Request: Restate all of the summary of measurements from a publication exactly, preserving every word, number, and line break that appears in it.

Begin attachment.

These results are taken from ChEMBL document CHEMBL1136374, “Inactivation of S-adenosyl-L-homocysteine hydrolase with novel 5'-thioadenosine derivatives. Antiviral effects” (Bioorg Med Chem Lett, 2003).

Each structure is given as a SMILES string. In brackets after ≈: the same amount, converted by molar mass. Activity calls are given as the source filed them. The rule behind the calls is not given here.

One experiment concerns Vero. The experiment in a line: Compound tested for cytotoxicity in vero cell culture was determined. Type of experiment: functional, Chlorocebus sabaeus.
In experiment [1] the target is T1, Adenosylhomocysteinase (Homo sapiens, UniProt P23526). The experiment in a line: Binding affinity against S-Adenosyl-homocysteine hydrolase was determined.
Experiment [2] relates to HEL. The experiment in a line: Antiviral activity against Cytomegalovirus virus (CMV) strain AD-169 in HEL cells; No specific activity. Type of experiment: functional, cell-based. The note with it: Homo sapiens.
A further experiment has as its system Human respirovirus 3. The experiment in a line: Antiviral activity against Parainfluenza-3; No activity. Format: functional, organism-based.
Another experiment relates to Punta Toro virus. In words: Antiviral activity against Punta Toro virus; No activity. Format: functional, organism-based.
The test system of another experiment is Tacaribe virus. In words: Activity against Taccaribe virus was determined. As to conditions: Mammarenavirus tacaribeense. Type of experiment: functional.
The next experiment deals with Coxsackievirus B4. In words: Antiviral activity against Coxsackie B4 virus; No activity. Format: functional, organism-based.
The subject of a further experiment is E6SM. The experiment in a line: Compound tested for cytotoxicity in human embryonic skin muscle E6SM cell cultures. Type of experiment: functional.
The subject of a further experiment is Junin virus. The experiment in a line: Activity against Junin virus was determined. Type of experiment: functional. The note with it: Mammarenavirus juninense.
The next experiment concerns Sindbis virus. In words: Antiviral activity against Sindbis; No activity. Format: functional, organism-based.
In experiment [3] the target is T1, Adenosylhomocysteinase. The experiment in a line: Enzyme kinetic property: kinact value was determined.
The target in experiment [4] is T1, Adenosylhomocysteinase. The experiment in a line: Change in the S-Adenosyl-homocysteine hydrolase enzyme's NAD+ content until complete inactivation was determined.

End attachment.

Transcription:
These results are taken from ChEMBL document CHEMBL1136374, “Inactivation of S-adenosyl-L-homocysteine hydrolase with novel 5'-thioadenosine derivatives. Antiviral effects” (Bioorg Med Chem Lett, 2003).

Each structure is given as a SMILES string. In brackets after ≈: the same amount, converted by molar mass. Activity calls are given as the source filed them. The rule behind the calls is not given here.

One experiment concerns Vero. The experiment in a line: Compound tested for cytotoxicity in vero cell culture was determined. Type of experiment: functional, Chlorocebus sabaeus.
In experiment [1] the target is T1, Adenosylhomocysteinase (Homo sapiens, UniProt P23526). The experiment in a line: Binding affinity against S-Adenosyl-homocysteine hydrolase was determined.
Experiment [2] relates to HEL. The experiment in a line: Antiviral activity against Cytomegalovirus virus (CMV) strain AD-169 in HEL cells; No specific activity. Type of experiment: functional, cell-based. The note with it: Homo sapiens.
A further experiment has as its system Human respirovirus 3. The experiment in a line: Antiviral activity against Parainfluenza-3; No activity. Format: functional, organism-based.
Another experiment relates to Punta Toro virus. In words: Antiviral activity against Punta Toro virus; No activity. Format: functional, organism-based.
The test system of another experiment is Tacaribe virus. In words: Activity against Taccaribe virus was determined. As to conditions: Mammarenavirus tacaribeense. Type of experiment: functional.
The next experiment deals with Coxsackievirus B4. In words: Antiviral activity against Coxsackie B4 virus; No activity. Format: functional, organism-based.
The subject of a further experiment is E6SM. The experiment in a line: Compound tested for cytotoxicity in human embryonic skin muscle E6SM cell cultures. Type of experiment: functional.
The subject of a further experiment is Junin virus. The experiment in a line: Activity against Junin virus was determined. Type of experiment: functional. The note with it: Mammarenavirus juninense.
The next experiment concerns Sindbis virus. In words: Antiviral activity against Sindbis; No activity. Format: functional, organism-based.
In experiment [3] the target is T1, Adenosylhomocysteinase. The experiment in a line: Enzyme kinetic property: kinact value was determined.
The target in experiment [4] is T1, Adenosylhomocysteinase. The experiment in a line: Change in the S-Adenosyl-homocysteine hydrolase enzyme's NAD+ content until complete inactivation was determined.